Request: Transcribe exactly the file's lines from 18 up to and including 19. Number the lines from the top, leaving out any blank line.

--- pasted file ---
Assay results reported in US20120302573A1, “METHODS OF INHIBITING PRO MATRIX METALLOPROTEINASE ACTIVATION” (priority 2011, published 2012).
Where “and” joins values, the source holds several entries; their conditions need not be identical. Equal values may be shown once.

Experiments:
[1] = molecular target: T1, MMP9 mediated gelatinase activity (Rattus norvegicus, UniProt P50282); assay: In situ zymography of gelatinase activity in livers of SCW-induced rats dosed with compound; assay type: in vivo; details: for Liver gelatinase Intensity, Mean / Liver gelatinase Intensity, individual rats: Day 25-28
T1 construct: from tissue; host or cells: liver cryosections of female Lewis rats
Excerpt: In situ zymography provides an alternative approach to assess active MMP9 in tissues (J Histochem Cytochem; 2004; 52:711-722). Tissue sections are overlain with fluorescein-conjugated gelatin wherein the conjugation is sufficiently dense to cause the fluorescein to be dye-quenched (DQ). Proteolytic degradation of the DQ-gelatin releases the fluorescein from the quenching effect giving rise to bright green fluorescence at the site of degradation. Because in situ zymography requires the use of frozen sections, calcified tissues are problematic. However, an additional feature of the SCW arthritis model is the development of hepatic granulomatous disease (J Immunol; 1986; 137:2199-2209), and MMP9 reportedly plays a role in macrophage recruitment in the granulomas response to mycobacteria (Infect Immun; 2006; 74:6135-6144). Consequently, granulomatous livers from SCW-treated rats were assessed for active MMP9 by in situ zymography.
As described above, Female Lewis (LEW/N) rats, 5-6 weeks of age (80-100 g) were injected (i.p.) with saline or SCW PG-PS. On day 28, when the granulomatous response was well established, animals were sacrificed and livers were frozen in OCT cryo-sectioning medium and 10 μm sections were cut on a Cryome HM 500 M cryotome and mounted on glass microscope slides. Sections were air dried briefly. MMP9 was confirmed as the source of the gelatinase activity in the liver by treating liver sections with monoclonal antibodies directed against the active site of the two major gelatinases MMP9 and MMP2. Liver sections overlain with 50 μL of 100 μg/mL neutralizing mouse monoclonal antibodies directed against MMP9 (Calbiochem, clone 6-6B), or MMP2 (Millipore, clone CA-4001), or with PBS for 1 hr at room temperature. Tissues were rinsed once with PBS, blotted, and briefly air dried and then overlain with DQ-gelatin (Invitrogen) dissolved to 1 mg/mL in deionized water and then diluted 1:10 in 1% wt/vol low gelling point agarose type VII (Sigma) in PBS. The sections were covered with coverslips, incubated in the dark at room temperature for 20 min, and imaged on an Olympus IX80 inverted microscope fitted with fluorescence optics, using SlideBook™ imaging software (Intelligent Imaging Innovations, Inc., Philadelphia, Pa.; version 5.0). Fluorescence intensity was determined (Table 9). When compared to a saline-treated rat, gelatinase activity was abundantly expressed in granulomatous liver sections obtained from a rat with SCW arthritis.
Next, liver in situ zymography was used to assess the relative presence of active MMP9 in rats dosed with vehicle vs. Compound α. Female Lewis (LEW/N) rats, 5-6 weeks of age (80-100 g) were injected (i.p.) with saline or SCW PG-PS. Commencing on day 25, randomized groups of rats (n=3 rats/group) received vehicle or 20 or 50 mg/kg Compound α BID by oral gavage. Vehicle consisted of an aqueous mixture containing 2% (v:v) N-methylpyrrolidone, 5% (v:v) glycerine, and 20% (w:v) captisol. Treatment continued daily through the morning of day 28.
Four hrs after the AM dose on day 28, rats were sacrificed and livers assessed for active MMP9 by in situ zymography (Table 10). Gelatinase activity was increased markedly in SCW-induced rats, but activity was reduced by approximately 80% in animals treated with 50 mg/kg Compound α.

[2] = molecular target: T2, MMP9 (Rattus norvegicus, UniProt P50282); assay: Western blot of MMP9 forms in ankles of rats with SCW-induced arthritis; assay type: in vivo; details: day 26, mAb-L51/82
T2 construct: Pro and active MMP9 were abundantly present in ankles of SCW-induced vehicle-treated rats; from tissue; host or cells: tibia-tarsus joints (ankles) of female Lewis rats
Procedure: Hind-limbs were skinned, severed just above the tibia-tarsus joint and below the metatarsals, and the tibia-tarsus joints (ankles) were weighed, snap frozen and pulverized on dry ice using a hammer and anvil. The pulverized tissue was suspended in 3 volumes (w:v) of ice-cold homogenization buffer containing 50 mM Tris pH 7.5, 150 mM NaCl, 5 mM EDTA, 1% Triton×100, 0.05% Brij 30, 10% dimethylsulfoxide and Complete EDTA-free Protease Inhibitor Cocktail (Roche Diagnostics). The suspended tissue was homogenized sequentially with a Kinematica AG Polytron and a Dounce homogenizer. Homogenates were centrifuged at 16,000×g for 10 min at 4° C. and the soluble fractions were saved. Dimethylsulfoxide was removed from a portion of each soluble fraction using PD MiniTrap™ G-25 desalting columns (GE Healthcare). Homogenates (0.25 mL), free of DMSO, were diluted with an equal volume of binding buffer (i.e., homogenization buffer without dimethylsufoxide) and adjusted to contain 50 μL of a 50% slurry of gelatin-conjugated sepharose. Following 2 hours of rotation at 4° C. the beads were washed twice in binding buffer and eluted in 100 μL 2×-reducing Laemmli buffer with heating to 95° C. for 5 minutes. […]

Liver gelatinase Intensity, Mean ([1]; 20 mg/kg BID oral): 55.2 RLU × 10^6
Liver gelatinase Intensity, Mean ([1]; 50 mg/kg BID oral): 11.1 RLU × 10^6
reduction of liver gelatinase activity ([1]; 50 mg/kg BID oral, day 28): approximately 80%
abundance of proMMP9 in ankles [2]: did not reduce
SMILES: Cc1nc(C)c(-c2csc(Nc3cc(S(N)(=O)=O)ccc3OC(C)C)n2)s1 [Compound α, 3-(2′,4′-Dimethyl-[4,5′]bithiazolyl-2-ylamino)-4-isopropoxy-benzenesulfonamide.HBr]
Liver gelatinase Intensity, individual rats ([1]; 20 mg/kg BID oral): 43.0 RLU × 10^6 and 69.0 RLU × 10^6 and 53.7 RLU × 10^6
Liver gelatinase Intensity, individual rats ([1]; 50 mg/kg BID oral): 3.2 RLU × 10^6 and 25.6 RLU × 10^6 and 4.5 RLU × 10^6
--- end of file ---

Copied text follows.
Liver gelatinase Intensity, individual rats ([1]; 20 mg/kg BID oral): 43.0 RLU × 10^6 and 69.0 RLU × 10^6 and 53.7 RLU × 10^6
Liver gelatinase Intensity, individual rats ([1]; 50 mg/kg BID oral): 3.2 RLU × 10^6 and 25.6 RLU × 10^6 and 4.5 RLU × 10^6